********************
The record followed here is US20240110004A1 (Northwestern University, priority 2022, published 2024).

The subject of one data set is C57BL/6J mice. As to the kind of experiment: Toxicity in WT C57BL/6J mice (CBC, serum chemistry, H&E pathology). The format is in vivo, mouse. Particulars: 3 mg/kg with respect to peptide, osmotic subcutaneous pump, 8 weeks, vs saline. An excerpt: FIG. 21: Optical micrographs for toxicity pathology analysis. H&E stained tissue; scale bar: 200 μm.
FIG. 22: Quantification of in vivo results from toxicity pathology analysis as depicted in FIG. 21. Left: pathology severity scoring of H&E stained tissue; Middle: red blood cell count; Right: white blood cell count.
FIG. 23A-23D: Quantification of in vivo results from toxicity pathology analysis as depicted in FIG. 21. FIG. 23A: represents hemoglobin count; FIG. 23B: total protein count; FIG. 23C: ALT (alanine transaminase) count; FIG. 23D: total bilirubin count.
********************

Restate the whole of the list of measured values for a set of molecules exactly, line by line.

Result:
The record followed here is US20240110004A1 (Northwestern University, priority 2022, published 2024).

The subject of one data set is C57BL/6J mice. As to the kind of experiment: Toxicity in WT C57BL/6J mice (CBC, serum chemistry, H&E pathology). The format is in vivo, mouse. Particulars: 3 mg/kg with respect to peptide, osmotic subcutaneous pump, 8 weeks, vs saline. An excerpt: FIG. 21: Optical micrographs for toxicity pathology analysis. H&E stained tissue; scale bar: 200 μm.
FIG. 22: Quantification of in vivo results from toxicity pathology analysis as depicted in FIG. 21. Left: pathology severity scoring of H&E stained tissue; Middle: red blood cell count; Right: white blood cell count.
FIG. 23A-23D: Quantification of in vivo results from toxicity pathology analysis as depicted in FIG. 21. FIG. 23A: represents hemoglobin count; FIG. 23B: total protein count; FIG. 23C: ALT (alanine transaminase) count; FIG. 23D: total bilirubin count.